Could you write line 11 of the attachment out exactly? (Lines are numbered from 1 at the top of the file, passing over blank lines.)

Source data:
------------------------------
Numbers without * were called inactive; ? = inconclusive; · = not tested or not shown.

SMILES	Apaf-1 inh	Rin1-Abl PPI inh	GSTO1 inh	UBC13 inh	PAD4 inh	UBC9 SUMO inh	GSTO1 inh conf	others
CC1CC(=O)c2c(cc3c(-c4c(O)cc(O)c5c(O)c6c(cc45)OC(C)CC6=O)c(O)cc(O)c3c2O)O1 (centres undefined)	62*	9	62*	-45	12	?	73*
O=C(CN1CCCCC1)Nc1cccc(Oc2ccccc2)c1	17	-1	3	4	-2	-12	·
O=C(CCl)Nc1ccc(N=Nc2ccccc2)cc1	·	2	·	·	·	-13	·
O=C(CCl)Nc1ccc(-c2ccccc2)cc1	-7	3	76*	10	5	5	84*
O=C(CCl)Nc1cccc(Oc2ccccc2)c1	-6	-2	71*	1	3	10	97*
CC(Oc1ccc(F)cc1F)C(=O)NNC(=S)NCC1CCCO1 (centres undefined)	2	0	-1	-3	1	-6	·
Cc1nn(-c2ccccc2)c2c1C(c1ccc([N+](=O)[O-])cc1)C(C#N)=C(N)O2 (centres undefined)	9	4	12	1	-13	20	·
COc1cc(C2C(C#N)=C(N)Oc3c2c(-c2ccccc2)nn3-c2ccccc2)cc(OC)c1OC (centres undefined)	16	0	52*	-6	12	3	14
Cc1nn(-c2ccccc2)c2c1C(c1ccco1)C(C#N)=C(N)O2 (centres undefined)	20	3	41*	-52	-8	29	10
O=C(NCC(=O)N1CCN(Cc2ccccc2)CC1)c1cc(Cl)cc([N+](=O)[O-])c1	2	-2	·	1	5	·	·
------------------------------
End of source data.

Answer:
Cc1nn(-c2ccccc2)c2c1C(c1ccco1)C(C#N)=C(N)O2 (centres undefined)	20	3	41*	-52	-8	29	10